The Musical Brain – César Aira (translated by Chris Andrews)

musicalbrain

Catch up time for reviews – I have seven books in backlog, my notebooks bulging at the sides, it’s just the distraction, the all immersing experience of reading Arno Schmidt’s “Bottom’s Dream” that keeps me from writing up my notes and putting some sort of coherent review together.

Another entry from the “10 Essential Spanish-Language Books”, as listed by Daniel Saldaña Paris in Publisher’s Weekly  , is César Aira’s short story collection “The Musical Brain” (Translated by Chris Andrews). I’m almost through that full list, with Bellatin’s “Beauty Salon” (translated by Kurt Hollander) and “The Empty Book” by Josefina Vicens (translated by David Lauer)  no longer in print, I can only get to eight of the “top 10” and have covered off five on this blog. I do own the missing three, will I review and read them is a different matter?

Argentine César Aira, a prolific producer who has published of over 80 books, with thirteen alone available in English translation through New Directions (including this book), is not your standard narrative producer. As Daniel Saldaña Paris says in his article about essential Spanish Language books;

There are no gratuitous descriptions here, nor are there linguistic diversions that don’t reveal something fundamental about the author’s richly detailed, imagined world. Aira’s stories pave the way for the art of the twenty-first-century narrative.

Aria himself in the short story “The Spy” from this collection

Looking back at what I’ve written, it all seems rather muddled, and if I want to be understood, I need to say it differently (not by means of examples, but, once again, by making it the theme). Sooner or later there comes a time when being correctly understood is vitally important. The hidden cannot endure without that transparency, against which it becomes visible. The hidden: that is, secrets. I have secrets, like everyone else; I don’t know if mine are especially shameful, but I take all sorts of precautions to prevent them from coming to light. It’s natural for people to feel that their own affairs are important; the self is a natural amplifier. When the person concerned is a character in a dramatic performance, at the very centre of the plot, the amplification reaches deafening extremes. The whirlwind of the action forbids any kind of detachment.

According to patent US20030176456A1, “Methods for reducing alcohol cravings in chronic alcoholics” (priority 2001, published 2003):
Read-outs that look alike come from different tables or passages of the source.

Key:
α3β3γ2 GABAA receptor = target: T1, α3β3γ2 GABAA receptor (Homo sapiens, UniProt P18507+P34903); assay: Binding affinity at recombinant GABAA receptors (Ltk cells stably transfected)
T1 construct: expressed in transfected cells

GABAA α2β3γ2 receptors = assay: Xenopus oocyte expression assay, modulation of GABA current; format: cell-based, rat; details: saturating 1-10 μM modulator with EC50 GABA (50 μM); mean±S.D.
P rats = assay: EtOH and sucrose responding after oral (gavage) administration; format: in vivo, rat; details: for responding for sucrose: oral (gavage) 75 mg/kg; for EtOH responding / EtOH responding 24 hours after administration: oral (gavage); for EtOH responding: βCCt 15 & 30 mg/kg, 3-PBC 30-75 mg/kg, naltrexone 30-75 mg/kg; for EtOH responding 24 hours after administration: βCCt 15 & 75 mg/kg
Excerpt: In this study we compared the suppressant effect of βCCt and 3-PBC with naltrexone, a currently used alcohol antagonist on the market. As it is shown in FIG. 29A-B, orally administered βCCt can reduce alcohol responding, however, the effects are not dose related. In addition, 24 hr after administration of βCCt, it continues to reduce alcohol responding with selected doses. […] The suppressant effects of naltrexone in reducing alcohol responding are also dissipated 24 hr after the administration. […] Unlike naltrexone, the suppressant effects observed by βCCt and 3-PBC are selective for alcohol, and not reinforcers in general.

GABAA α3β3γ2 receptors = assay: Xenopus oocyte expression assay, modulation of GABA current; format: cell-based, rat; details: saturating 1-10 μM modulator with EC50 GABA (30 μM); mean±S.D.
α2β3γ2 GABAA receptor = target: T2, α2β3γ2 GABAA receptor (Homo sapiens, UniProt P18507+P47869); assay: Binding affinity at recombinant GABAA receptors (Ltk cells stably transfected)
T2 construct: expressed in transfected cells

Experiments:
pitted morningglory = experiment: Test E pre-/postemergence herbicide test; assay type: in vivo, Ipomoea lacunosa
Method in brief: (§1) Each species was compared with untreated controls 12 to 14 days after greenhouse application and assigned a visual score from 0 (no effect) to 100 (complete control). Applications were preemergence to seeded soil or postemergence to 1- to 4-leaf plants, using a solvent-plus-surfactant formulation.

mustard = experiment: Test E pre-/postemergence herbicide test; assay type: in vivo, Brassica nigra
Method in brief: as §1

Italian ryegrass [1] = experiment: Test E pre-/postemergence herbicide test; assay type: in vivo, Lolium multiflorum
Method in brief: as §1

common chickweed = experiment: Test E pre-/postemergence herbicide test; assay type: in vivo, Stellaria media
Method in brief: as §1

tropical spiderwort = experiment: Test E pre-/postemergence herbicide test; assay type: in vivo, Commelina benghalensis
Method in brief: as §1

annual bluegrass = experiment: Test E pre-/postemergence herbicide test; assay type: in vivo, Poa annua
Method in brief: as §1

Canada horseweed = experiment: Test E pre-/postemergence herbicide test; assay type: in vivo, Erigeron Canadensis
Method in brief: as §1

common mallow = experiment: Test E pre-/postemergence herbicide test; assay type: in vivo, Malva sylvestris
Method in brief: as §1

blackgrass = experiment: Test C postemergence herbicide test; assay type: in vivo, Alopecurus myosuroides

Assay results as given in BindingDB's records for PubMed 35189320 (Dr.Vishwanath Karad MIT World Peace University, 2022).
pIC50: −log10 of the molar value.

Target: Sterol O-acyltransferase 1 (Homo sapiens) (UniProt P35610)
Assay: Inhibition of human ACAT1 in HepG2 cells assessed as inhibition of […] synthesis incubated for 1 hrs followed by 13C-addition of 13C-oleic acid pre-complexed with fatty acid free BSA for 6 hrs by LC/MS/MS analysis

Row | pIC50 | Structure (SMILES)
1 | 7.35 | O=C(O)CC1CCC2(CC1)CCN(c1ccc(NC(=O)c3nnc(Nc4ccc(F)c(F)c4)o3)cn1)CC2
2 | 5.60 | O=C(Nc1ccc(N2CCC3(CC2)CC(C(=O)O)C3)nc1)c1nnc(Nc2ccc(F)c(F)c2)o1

Yes it does, it is said Aira writes his works and does not edit, this story is a classic case, the writer appears lost, and the reader is certainly confused.

A short story collection featuring twenty stories dated from 1993 to 2011 just about any subject you can think of would probably be included here, and if you haven’t thought of it, there is a good chance it will appear here…let’s have a look at a few highlights…

“The Dog” is about a dog chasing a bus and barking, or “In The Café”, a story about origami with paper napkins and a lamentation on napkin dispensers. If those two aren’t weird enough for you, how about “God’s Tea Party”